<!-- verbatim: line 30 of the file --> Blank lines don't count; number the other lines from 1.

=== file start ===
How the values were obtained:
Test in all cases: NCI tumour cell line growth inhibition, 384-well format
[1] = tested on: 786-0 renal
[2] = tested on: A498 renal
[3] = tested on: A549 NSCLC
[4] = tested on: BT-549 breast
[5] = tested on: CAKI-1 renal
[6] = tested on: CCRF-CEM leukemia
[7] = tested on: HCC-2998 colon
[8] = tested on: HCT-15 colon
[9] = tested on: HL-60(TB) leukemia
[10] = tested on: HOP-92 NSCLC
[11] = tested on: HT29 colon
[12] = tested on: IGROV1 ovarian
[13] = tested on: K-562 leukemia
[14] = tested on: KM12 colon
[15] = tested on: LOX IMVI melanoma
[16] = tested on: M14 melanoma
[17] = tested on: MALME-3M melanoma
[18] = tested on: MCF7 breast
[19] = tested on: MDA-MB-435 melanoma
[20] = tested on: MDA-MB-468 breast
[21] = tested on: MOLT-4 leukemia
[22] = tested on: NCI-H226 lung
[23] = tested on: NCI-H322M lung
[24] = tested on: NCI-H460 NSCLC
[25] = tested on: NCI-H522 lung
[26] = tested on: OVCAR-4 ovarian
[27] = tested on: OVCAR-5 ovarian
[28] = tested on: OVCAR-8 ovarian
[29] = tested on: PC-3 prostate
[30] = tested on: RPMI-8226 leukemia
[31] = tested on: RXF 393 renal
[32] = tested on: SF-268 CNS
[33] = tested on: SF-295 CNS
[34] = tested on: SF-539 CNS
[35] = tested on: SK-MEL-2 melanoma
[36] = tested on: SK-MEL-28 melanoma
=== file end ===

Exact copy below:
[28] = tested on: OVCAR-8 ovarian